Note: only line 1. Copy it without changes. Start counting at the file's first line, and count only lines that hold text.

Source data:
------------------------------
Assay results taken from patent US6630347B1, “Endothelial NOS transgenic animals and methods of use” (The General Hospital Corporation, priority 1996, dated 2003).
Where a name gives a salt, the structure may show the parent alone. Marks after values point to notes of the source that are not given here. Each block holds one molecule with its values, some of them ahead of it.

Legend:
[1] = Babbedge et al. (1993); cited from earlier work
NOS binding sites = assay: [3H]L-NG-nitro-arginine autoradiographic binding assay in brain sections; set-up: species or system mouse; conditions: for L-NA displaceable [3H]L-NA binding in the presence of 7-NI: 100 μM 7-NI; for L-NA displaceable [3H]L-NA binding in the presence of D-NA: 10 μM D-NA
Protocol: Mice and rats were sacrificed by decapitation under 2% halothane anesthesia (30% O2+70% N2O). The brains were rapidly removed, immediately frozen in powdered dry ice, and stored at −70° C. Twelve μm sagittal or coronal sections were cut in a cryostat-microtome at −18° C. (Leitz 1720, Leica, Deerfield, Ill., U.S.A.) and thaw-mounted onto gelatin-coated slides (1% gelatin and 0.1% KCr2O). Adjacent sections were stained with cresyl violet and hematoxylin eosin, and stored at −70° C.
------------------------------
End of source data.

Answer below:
Assay results taken from patent US6630347B1, “Endothelial NOS transgenic animals and methods of use” (The General Hospital Corporation, priority 1996, dated 2003).